The result is consistent with ion mobility separation: the more mobile peak at 7.86 ms is the most compact form and therefore migrates earlier because it effectively has less resistance to being moved along the wave guide. In physical terms, the more compact conformation is being subjected to fewer rollover effects than more extended/unfolded conformations.3 The other two peaks are more extended forms (9.79 ms, 10.35 ms) and migrate more slowly (less mobile) in the Travelling Wave Ion Guide (TWIG). There is a greater proportion of the more extended forms at pH 2.6, consistent with the expected effect of acidic solutions producing more denatured forms. Ion mobility is able to make this difference apparent where mass analysis alone would be blind to this effect.

The data indicates that there are at least three forms easily separable according to shape (only). The spectra of all of these forms are the same because they are all isobaric.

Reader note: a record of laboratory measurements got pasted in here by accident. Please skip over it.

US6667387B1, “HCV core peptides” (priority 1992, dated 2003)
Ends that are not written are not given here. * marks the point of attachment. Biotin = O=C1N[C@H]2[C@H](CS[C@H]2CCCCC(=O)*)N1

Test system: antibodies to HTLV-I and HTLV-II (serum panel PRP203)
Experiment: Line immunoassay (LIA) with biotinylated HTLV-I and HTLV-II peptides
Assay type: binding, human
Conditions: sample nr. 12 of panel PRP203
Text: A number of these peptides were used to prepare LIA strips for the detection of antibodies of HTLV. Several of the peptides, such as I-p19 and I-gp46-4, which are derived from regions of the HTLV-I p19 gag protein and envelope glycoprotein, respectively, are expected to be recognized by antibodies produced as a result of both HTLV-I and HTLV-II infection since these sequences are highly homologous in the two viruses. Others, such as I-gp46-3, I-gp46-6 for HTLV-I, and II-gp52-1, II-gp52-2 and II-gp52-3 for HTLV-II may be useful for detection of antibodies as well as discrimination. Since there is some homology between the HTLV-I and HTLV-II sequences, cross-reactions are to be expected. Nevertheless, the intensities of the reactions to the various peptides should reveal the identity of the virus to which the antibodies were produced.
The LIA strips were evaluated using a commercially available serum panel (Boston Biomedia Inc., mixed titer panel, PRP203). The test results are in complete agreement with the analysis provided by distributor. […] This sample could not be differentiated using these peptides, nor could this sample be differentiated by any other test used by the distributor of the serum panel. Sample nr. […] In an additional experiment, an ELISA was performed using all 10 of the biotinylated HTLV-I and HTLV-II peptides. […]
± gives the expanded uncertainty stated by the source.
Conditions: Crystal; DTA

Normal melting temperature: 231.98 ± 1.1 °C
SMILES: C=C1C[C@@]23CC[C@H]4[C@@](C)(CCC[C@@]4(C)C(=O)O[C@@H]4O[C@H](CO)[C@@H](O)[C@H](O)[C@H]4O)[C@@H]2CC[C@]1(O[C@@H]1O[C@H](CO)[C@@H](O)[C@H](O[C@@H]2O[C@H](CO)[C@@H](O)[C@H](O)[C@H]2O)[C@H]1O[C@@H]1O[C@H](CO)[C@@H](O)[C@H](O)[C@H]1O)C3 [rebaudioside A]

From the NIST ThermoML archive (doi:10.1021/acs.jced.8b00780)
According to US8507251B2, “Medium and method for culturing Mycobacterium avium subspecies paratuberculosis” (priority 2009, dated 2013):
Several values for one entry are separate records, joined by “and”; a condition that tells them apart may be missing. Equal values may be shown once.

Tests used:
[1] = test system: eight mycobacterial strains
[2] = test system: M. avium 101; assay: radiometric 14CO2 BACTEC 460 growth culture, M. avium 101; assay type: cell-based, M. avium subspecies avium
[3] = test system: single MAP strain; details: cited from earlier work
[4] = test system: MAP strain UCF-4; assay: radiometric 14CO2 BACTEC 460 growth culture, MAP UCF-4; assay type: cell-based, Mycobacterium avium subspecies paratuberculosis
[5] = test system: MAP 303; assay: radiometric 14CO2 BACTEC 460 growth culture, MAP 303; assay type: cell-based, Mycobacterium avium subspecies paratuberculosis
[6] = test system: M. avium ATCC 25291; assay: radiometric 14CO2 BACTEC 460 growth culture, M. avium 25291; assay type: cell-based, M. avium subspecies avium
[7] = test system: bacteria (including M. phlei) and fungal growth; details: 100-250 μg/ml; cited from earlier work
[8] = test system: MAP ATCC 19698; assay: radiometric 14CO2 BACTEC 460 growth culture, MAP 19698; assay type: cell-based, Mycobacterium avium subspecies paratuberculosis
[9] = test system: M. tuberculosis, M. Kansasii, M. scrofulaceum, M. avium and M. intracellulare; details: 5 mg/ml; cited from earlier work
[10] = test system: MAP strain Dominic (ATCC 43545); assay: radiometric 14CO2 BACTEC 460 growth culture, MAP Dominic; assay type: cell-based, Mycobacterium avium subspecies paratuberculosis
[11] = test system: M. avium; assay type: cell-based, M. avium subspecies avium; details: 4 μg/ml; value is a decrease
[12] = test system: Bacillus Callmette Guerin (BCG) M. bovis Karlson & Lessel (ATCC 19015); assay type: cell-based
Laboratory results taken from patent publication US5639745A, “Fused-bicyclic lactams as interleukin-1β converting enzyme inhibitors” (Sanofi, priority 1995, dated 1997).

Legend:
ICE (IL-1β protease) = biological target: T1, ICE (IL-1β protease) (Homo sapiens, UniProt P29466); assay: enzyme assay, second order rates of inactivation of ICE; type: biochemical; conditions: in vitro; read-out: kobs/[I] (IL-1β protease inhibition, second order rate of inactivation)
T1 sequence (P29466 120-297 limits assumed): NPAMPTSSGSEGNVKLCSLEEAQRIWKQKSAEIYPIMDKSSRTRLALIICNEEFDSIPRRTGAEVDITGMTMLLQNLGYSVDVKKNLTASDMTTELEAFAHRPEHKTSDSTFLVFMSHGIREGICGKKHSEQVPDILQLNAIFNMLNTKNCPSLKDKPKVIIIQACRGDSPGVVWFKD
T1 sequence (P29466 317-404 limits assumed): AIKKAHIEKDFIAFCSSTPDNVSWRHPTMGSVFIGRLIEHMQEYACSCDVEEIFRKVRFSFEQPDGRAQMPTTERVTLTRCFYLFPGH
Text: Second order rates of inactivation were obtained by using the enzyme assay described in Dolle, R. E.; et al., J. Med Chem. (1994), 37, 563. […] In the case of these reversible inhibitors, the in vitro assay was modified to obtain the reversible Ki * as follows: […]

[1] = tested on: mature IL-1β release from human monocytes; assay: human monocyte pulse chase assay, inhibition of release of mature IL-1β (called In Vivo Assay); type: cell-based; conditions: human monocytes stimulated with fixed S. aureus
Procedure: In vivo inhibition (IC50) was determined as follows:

Measurement of cross-sectional areas

The increased mobility resolution allows easier measurement of collision cross-sectional area W. Collision cross-section measurements of proteins on the first generation instruments have been shown to match well with mobility separation.9 Additionally, the latest implementation of software that provides visualization of ion mobility separations, DriftScope 2.1, allows for an automatic T-Wave ion mobility calibration to be performed. This enables the W determination of an unknown. In this case, T-Wave ion mobility calibration was performed using the known W values of sperm whale myoglobin. The calibration was validated with equine cytochrome c (Table 1).

Table 1. A comparison of SYNAPT G2 HDMS derived and drift cell W values.7

The T-Wave derived W values match well with published cytochrome c data8 and confirm that the commercially-available instrument provides exactly the same information in a short time frame: The sample introduction was by simple infusion in ESI positive mode with no special instrument conditions. Further increases in the TOF resolution of the instrument mean that even high charge states can be isotopically resolved.


  • The data produced by the SYNAPT G2 HDMS significantly improves what was possible on previous instruments.
  • Bovine cytochrome c conformations and W values were found to match that of previous, published work.